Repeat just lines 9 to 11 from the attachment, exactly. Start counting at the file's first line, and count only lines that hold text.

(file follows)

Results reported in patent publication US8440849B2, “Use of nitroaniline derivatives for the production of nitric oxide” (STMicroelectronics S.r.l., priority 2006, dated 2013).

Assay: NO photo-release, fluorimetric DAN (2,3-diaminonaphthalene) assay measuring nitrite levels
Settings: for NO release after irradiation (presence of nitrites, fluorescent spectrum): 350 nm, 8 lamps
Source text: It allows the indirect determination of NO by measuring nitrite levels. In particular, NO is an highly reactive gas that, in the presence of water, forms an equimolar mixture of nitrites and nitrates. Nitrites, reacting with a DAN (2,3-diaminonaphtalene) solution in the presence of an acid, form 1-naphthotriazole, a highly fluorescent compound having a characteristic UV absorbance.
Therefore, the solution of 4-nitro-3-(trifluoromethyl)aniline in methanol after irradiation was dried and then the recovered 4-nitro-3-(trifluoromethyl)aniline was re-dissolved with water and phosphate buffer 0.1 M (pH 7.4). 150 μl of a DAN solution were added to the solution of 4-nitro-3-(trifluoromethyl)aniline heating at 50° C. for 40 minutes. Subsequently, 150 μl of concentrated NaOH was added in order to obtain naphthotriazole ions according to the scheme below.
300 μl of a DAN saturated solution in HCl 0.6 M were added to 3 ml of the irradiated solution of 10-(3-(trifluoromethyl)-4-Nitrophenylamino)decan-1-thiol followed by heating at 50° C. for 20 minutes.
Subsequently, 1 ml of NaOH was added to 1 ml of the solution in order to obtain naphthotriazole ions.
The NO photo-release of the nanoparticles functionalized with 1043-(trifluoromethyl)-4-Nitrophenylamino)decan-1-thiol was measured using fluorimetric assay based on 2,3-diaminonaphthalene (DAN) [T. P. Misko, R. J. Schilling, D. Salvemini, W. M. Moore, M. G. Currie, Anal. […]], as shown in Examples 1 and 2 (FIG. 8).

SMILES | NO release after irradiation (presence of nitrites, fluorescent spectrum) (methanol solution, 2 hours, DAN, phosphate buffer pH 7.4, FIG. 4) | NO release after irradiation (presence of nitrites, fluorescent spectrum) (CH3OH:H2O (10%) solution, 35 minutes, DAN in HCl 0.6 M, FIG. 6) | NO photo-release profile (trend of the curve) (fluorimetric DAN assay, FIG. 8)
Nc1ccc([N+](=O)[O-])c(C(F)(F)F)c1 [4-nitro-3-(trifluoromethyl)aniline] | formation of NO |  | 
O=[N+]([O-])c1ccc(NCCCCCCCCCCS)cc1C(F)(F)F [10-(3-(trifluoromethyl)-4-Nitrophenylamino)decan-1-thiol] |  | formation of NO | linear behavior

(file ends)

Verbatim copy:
SMILES | NO release after irradiation (presence of nitrites, fluorescent spectrum) (methanol solution, 2 hours, DAN, phosphate buffer pH 7.4, FIG. 4) | NO release after irradiation (presence of nitrites, fluorescent spectrum) (CH3OH:H2O (10%) solution, 35 minutes, DAN in HCl 0.6 M, FIG. 6) | NO photo-release profile (trend of the curve) (fluorimetric DAN assay, FIG. 8)
Nc1ccc([N+](=O)[O-])c(C(F)(F)F)c1 [4-nitro-3-(trifluoromethyl)aniline] | formation of NO |  | 
O=[N+]([O-])c1ccc(NCCCCCCCCCCS)cc1C(F)(F)F [10-(3-(trifluoromethyl)-4-Nitrophenylamino)decan-1-thiol] |  | formation of NO | linear behavior